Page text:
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There was once a time when music business deals were made for the sake of music, not the other way around. When people worked predominantly on their word and did not place ultimate power in a signature on a contract.
While it’s safe to assume that, for many bourgeoning bands today, the era of valuing handshakes over Hancocks in music seems prehistoric (if it registers at all), consider the possibilities of bands in 2012 that still judge a relationship’s potential not solely on politics and money, but on good old-fashioned personality and trust.
Thinking this way, as long as it’s not done naively so, will take you places. It certainly has for Atlanta five piece O’Brother.
Through living out this philosophy, the band has toured nationwide with established acts a handful of times, had Andy Hull and Robert McDowell of Manchester Orchestra jump onboard for production of their full length debut Garden Window, and joined forces with NYC label Triple Crown Records. Yes, they actually put pen to paper for Triple Crown, but only after the label was given positive referrals by everyone they asked.
With the above-mentioned principles ingrained deep in the band’s psyche, it should come as no surprise that the guys think the music business is going to have to eventually start over from scratch. Independent musicians would see benefits in many places if this were to happen, but O’Brother points to a flourishing of creative marketing ideas as the advantage they’re most excited about, and let us in on some of the tactics they’ve used in the past.
For one, the band left a webcam up and running in their basement during the entire time they were writing for the new album, Garden Window. Sometimes the audio was on, other times off, but it gave fans the opportunity to watch the band create in their natural environment. The power of this secret portal into a band’s creative process is highly underrated, and can be incorporated into your marketing strategy with nothing but a webcam and a Ustream account.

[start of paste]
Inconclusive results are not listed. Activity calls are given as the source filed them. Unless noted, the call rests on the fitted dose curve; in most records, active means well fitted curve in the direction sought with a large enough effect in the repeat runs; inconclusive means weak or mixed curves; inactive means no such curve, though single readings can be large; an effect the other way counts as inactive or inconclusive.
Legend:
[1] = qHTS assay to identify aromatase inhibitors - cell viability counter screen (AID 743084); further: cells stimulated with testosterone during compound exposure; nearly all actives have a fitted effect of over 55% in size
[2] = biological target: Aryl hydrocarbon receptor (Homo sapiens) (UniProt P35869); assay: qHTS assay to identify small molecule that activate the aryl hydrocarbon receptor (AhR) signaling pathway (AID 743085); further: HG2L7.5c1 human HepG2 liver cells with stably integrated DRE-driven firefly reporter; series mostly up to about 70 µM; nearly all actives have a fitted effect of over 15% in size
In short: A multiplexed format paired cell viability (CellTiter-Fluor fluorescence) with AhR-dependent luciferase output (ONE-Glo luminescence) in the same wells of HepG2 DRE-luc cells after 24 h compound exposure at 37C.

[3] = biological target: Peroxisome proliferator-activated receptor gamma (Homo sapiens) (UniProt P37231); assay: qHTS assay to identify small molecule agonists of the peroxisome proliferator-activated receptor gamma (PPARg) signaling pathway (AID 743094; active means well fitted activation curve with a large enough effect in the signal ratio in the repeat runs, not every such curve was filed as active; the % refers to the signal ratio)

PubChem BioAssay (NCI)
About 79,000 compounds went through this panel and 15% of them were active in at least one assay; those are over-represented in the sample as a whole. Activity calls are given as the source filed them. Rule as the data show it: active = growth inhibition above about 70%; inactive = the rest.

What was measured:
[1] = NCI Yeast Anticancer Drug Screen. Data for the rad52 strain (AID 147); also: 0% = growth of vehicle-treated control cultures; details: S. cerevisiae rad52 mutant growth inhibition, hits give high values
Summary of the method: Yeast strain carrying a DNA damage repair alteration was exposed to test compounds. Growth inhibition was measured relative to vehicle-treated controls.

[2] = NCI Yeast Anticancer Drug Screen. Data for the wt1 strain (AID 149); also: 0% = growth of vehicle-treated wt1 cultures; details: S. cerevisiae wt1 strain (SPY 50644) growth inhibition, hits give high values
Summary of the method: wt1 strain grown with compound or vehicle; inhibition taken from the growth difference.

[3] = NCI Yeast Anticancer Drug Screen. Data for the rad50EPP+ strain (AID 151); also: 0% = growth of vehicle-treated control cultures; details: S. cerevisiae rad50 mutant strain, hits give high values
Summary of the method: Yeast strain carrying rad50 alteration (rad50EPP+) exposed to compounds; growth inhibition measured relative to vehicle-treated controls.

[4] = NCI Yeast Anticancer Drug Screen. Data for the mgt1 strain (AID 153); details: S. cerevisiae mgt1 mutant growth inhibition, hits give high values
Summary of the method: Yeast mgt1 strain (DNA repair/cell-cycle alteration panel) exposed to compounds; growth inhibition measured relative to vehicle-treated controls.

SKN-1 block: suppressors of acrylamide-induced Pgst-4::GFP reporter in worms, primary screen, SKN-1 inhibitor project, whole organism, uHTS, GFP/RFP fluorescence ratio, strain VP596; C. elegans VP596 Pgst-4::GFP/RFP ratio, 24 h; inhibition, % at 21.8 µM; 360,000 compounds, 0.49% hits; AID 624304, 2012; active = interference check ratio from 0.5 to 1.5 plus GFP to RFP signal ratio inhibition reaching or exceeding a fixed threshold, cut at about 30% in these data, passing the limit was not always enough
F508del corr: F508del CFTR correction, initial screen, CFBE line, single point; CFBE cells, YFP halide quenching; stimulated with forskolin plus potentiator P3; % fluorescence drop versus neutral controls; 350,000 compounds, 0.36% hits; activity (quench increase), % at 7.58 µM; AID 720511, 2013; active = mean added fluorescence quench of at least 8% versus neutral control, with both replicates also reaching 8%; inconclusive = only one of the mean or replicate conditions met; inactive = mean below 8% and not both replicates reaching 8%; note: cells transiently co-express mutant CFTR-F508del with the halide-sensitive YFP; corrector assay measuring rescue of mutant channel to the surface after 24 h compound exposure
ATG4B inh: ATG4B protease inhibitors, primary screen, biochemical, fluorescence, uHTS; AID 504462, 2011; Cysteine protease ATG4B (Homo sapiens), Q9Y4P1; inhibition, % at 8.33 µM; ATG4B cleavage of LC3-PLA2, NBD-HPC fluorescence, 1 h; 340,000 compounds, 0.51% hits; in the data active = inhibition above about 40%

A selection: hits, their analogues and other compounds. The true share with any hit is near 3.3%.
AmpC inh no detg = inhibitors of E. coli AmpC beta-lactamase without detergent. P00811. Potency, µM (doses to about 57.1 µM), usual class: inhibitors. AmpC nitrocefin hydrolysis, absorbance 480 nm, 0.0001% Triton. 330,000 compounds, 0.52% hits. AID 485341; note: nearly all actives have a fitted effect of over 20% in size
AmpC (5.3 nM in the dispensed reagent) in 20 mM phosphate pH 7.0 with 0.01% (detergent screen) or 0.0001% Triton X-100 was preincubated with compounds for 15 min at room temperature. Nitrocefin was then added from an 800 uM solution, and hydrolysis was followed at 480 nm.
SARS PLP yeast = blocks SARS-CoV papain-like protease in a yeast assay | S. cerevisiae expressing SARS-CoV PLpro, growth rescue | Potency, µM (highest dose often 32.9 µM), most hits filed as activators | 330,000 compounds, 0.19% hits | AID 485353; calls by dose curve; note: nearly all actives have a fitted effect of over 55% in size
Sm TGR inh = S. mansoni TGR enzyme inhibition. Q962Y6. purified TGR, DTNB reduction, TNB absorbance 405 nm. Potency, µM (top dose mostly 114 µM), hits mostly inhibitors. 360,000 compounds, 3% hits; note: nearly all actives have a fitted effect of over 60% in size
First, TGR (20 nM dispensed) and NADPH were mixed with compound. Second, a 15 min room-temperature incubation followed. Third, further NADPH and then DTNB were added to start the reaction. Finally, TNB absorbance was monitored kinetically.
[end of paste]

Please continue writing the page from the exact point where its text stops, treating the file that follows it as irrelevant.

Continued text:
They also released Garden Window video teasers on a weekly basis during the month leading up to the album’s unveiling, each featuring a montage of footage they collected on tour and remixed samples of audio from the then unreleased record. O’Brother has achieved this beginning-end connectivity with fans through other means too, such as keeping them in the loop throughout the design process of their album artwork by posting every phase on their website.
Recently, they’ve begun experimenting with street teams to promote their shows on location before the band arrives to play. The band provides a form for potential street teamers to apply on their website and usually accepts a few. It is then a street teamer’s job to hang flyers in high traffic areas and send pictures of them back to the band’s Gmail. If all obligations are fulfilled, said street teamer gets to head bang at the local O’Brother show for free. This process is very easy to setup, and could help your band make a dent in town before you ever show up.
The largest takeaways here are that, at the end of the day, your success as a band will largely be determined by your work ethic--they drove through the night from DC in order to make our session on time, and were still early!-- the quality of people you work with and the relationship you maintain with your fans. O’Brother’s strength in all areas proves they take their profession seriously, and if their trajectory holds true, they’ll be playing much larger rooms on future tours. Watch them deliver blistering performances of “Sputnik” and "Lo” off Garden Window in the player above, and check them out in a city near you if you like what you hear!
"Sputnik" | "Lo"
Recorded: February 17th, 2012 at Strewnshank Studio in Charlestown, MA
Recording engineered & mixed by: Joe Mahoney
Video direction & editing by: Joe Mahoney
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